Washington Evening Journal
111 North Marion Avenue
Washington, IA 52353
Iowa Schools find themselves between a rock and a hard place when it comes to mask policies on school buses. If rules don’t change before fall, districts will have to choose between violating a state law or a presidential executive order.
The executive order, signed by President Joe Biden in January 2021, requires passengers to wear masks on “all forms of public transportation.”
Gov. Kim Reynolds, in contrast, signed a bill in May barring public and private school administrations, from adopting or enforcing face mask requirements for any reason.
Highland Superintendent Ken Crawford said schools are in a no-win situation.
“That conflict puts schools in a very tough position,” he said. “I’m just disappointed that the politics of this scenario play out into the school when we’re just trying to do the simple thing of educating children.”
Crawford said the district ended its mask policy on buses in the closing days of the 2020-21 school year in accordance with state rules but has not committed to a policy for next school year.
Many other districts have taken the same “wait-and-see” approach. Mid-Prairie Superintendent Mark Schneider said the issue wasn’t yet on the school board’s radar given the low use of school transportation over the summer.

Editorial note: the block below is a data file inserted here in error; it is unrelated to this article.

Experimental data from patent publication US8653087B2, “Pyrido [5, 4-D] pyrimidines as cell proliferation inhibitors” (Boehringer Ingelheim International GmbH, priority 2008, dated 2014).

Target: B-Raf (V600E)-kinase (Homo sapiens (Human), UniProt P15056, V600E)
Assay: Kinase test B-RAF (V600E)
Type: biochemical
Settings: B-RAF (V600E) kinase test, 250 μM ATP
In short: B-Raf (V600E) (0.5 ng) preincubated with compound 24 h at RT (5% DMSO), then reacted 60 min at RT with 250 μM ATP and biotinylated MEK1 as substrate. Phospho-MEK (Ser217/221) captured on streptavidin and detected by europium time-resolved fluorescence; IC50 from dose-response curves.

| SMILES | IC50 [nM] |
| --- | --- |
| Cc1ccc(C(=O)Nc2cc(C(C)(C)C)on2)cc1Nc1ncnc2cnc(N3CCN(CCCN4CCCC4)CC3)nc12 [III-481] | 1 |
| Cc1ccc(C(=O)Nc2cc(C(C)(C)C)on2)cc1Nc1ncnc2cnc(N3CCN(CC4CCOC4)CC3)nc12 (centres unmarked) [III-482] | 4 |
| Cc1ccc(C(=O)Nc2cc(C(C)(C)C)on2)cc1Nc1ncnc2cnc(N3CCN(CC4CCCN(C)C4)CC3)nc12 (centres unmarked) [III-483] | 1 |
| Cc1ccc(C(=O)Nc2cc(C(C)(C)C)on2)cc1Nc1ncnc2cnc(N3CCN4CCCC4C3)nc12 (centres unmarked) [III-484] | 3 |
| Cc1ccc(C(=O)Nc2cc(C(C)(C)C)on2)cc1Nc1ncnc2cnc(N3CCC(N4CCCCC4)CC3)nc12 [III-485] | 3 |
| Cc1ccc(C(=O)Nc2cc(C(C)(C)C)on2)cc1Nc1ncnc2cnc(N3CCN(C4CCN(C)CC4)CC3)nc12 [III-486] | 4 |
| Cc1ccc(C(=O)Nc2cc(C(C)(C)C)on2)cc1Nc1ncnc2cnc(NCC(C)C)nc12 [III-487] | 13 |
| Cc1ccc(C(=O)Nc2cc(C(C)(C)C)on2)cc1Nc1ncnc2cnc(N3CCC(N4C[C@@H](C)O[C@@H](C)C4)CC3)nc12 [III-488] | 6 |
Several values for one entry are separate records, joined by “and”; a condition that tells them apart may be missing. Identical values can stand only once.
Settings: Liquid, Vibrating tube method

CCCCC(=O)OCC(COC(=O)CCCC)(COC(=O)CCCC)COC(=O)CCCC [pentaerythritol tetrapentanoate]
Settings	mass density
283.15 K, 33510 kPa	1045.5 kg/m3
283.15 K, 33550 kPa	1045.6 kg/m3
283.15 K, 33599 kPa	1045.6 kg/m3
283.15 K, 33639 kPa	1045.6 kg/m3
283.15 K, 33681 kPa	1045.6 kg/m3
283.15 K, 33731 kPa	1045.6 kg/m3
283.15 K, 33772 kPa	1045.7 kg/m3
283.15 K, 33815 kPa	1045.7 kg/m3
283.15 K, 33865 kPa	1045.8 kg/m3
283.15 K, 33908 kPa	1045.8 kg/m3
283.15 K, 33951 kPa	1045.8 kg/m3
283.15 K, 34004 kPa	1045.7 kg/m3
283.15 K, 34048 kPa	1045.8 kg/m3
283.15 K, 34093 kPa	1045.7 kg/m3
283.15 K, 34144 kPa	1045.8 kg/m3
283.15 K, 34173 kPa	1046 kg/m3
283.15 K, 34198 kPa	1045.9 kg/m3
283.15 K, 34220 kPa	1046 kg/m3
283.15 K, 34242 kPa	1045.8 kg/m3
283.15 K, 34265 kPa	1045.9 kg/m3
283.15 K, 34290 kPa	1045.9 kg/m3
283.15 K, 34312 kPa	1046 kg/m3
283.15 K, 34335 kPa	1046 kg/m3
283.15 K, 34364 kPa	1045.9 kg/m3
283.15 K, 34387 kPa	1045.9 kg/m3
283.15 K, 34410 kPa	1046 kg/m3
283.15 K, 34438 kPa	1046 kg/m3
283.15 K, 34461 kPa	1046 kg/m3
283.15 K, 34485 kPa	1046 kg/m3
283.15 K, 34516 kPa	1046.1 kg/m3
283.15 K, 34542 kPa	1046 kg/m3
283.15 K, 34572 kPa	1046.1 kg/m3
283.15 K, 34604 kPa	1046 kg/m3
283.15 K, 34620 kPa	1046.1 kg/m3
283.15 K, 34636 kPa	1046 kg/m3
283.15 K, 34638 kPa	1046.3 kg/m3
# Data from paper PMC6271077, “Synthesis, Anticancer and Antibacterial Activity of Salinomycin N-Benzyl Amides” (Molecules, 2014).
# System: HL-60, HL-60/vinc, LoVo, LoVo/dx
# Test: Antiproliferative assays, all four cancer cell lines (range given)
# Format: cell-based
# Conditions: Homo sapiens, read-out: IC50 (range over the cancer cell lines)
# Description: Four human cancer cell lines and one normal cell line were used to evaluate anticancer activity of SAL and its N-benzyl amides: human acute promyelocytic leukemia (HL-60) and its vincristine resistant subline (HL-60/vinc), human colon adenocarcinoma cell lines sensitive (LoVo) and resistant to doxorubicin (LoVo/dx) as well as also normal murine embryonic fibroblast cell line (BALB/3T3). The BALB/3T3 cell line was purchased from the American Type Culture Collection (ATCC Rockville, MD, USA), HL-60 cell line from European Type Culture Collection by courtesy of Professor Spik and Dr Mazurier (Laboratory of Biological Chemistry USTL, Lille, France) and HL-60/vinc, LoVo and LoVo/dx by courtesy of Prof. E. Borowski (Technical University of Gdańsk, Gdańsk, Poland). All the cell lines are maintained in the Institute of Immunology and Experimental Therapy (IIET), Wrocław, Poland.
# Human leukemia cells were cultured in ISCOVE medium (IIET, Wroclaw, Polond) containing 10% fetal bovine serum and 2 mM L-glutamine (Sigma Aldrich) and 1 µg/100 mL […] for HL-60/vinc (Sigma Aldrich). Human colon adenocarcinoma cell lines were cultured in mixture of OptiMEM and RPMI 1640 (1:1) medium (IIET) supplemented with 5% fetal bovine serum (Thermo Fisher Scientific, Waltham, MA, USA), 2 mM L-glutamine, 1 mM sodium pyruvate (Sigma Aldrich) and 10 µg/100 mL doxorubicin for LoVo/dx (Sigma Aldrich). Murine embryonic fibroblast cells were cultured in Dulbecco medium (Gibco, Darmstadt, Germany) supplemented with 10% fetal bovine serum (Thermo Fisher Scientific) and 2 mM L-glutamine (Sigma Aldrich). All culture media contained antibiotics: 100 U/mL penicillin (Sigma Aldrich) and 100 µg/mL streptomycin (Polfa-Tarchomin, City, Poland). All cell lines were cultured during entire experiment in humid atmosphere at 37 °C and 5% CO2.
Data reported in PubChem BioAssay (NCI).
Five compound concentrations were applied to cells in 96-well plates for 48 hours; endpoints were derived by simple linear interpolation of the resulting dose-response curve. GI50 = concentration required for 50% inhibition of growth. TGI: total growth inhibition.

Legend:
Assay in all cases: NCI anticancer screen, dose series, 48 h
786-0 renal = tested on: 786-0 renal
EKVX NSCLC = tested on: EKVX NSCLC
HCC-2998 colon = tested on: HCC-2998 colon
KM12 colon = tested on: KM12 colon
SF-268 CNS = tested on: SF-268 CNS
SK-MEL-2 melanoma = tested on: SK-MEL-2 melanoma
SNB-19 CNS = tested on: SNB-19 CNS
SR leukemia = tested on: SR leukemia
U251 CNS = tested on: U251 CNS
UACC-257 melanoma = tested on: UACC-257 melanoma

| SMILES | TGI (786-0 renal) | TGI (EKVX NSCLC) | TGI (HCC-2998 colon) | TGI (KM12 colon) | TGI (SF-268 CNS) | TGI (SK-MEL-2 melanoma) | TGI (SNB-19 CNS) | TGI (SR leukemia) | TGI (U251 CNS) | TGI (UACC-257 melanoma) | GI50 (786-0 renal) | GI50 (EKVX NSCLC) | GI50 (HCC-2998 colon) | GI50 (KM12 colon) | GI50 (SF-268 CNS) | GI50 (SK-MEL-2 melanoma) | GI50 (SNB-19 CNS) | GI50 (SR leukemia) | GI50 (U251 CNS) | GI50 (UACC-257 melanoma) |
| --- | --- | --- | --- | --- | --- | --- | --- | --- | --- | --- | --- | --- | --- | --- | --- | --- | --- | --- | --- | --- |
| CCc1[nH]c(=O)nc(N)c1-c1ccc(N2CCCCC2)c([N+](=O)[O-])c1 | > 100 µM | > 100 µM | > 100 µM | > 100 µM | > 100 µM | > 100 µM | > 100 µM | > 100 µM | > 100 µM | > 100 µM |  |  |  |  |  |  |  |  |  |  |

“Hopefully by the time school starts they’ll have the issue all straightened out, then figure out the state and the federal,” he said. “I’m always hoping that cooler heads prevail at the federal level and compromise and collaboration is possible.”
Washington Superintendent Willie Stone said the district was prepared to bite the bullet and follow the executive mandate after consulting its attorney.
“Since it’s something that came from the president’s office, it’s something that we are required to follow, no matter what the state says,” Stone said. “Personally I would rather not do it because it goes against what our state’s doing, it goes against our past practice as far as not requiring masks at school.”
While there’s been some push back to the decision, Stone said the community understood the school’s difficult position.
“People are upset with it, but they also understand it,” he said. “We’re following what’s been passed down, we’re following the rules.”
Other area school districts, including New London, Cardinal, Mt. Pleasant and Winfield-Mt. Union, have decided to follow the new state law.
New London Superintendent Chad Wahls said the executive order didn’t apply.
“We don't consider our buses to be public transportation as we don't make stops and pick up various riders,” Wahls said. “All bus routes stay consistent and only pick up the students that are scheduled to ride each individual route.
“If we aren't requiring students to wear masks any other time of the day or activity, we will not expect students to wear masks while riding the bus to and from school.”
Cardinal Superintendent Joel Pedersen said the law was clear, but he had concerns with the spread of the delta variant.
“We may encourage masks, but I don't see my board requiring masks unless guidance changes at the state level,” Pedersen said. “I am concerned by the delta variant and will monitor the situation very closely and make modifications if needed. Our No. 1 goal is to have in-person learning at Cardinal.”